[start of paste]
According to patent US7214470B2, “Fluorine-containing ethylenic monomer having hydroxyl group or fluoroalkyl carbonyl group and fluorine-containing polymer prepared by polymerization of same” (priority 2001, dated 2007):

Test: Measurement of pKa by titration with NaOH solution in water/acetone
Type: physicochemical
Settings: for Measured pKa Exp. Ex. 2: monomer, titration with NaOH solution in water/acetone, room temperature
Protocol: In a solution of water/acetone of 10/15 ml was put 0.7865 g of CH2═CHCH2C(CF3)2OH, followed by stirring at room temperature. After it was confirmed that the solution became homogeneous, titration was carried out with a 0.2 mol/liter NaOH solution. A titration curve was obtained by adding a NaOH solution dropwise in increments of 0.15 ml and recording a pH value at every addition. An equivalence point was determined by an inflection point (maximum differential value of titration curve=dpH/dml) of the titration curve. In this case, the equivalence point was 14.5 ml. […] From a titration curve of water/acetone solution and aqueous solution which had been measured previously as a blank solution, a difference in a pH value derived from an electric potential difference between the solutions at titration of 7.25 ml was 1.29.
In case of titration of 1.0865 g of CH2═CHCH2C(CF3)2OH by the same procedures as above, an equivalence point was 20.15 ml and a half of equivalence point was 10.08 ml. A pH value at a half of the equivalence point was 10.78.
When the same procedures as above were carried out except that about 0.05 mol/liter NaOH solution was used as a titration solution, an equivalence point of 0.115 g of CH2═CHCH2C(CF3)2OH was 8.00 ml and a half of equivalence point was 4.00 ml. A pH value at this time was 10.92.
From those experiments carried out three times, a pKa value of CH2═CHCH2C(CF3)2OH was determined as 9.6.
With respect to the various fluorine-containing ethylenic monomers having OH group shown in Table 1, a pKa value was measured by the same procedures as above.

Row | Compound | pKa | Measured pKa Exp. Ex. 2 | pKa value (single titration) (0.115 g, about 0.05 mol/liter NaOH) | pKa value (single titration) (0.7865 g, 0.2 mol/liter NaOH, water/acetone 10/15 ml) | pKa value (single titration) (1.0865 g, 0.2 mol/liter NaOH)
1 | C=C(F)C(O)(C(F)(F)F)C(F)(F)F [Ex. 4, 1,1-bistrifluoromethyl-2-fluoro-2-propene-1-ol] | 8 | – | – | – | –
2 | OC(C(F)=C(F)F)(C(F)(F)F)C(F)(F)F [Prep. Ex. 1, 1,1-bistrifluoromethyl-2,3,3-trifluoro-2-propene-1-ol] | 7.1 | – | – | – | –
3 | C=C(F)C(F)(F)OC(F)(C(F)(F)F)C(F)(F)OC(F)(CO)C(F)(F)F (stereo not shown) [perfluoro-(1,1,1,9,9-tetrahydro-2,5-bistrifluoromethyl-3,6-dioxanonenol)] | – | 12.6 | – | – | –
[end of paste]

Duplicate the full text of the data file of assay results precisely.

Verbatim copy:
According to patent US7214470B2, “Fluorine-containing ethylenic monomer having hydroxyl group or fluoroalkyl carbonyl group and fluorine-containing polymer prepared by polymerization of same” (priority 2001, dated 2007):

Test: Measurement of pKa by titration with NaOH solution in water/acetone
Type: physicochemical
Settings: for Measured pKa Exp. Ex. 2: monomer, titration with NaOH solution in water/acetone, room temperature
Protocol: In a solution of water/acetone of 10/15 ml was put 0.7865 g of CH2═CHCH2C(CF3)2OH, followed by stirring at room temperature. After it was confirmed that the solution became homogeneous, titration was carried out with a 0.2 mol/liter NaOH solution. A titration curve was obtained by adding a NaOH solution dropwise in increments of 0.15 ml and recording a pH value at every addition. An equivalence point was determined by an inflection point (maximum differential value of titration curve=dpH/dml) of the titration curve. In this case, the equivalence point was 14.5 ml. […] From a titration curve of water/acetone solution and aqueous solution which had been measured previously as a blank solution, a difference in a pH value derived from an electric potential difference between the solutions at titration of 7.25 ml was 1.29.
In case of titration of 1.0865 g of CH2═CHCH2C(CF3)2OH by the same procedures as above, an equivalence point was 20.15 ml and a half of equivalence point was 10.08 ml. A pH value at a half of the equivalence point was 10.78.
When the same procedures as above were carried out except that about 0.05 mol/liter NaOH solution was used as a titration solution, an equivalence point of 0.115 g of CH2═CHCH2C(CF3)2OH was 8.00 ml and a half of equivalence point was 4.00 ml. A pH value at this time was 10.92.
From those experiments carried out three times, a pKa value of CH2═CHCH2C(CF3)2OH was determined as 9.6.
With respect to the various fluorine-containing ethylenic monomers having OH group shown in Table 1, a pKa value was measured by the same procedures as above.

Row | Compound | pKa | Measured pKa Exp. Ex. 2 | pKa value (single titration) (0.115 g, about 0.05 mol/liter NaOH) | pKa value (single titration) (0.7865 g, 0.2 mol/liter NaOH, water/acetone 10/15 ml) | pKa value (single titration) (1.0865 g, 0.2 mol/liter NaOH)
1 | C=C(F)C(O)(C(F)(F)F)C(F)(F)F [Ex. 4, 1,1-bistrifluoromethyl-2-fluoro-2-propene-1-ol] | 8 | – | – | – | –
2 | OC(C(F)=C(F)F)(C(F)(F)F)C(F)(F)F [Prep. Ex. 1, 1,1-bistrifluoromethyl-2,3,3-trifluoro-2-propene-1-ol] | 7.1 | – | – | – | –
3 | C=C(F)C(F)(F)OC(F)(C(F)(F)F)C(F)(F)OC(F)(CO)C(F)(F)F (stereo not shown) [perfluoro-(1,1,1,9,9-tetrahydro-2,5-bistrifluoromethyl-3,6-dioxanonenol)] | – | 12.6 | – | – | –